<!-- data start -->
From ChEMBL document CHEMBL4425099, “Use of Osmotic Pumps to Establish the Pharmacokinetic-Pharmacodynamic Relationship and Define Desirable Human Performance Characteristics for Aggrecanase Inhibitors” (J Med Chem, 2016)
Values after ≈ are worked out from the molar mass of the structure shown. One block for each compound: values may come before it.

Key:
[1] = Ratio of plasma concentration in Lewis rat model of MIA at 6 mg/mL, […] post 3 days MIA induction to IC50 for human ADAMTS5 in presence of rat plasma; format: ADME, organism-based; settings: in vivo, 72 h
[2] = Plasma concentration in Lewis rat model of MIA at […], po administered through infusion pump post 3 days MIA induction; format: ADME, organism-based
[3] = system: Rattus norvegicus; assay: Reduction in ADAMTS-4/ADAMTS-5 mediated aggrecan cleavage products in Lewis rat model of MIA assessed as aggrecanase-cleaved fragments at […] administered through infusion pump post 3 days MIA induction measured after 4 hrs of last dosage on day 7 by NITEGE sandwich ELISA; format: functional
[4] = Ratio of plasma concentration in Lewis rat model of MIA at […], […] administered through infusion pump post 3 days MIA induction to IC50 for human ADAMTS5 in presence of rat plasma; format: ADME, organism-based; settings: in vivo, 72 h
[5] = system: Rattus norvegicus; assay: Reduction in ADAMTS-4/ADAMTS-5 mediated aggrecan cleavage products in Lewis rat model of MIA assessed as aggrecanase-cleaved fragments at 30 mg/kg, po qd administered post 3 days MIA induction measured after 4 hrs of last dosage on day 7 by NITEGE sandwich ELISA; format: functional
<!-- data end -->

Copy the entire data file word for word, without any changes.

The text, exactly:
From ChEMBL document CHEMBL4425099, “Use of Osmotic Pumps to Establish the Pharmacokinetic-Pharmacodynamic Relationship and Define Desirable Human Performance Characteristics for Aggrecanase Inhibitors” (J Med Chem, 2016)
Values after ≈ are worked out from the molar mass of the structure shown. One block for each compound: values may come before it.

Key:
[1] = Ratio of plasma concentration in Lewis rat model of MIA at 6 mg/mL, […] post 3 days MIA induction to IC50 for human ADAMTS5 in presence of rat plasma; format: ADME, organism-based; settings: in vivo, 72 h
[2] = Plasma concentration in Lewis rat model of MIA at […], po administered through infusion pump post 3 days MIA induction; format: ADME, organism-based
[3] = system: Rattus norvegicus; assay: Reduction in ADAMTS-4/ADAMTS-5 mediated aggrecan cleavage products in Lewis rat model of MIA assessed as aggrecanase-cleaved fragments at […] administered through infusion pump post 3 days MIA induction measured after 4 hrs of last dosage on day 7 by NITEGE sandwich ELISA; format: functional
[4] = Ratio of plasma concentration in Lewis rat model of MIA at […], […] administered through infusion pump post 3 days MIA induction to IC50 for human ADAMTS5 in presence of rat plasma; format: ADME, organism-based; settings: in vivo, 72 h
[5] = system: Rattus norvegicus; assay: Reduction in ADAMTS-4/ADAMTS-5 mediated aggrecan cleavage products in Lewis rat model of MIA assessed as aggrecanase-cleaved fragments at 30 mg/kg, po qd administered post 3 days MIA induction measured after 4 hrs of last dosage on day 7 by NITEGE sandwich ELISA; format: functional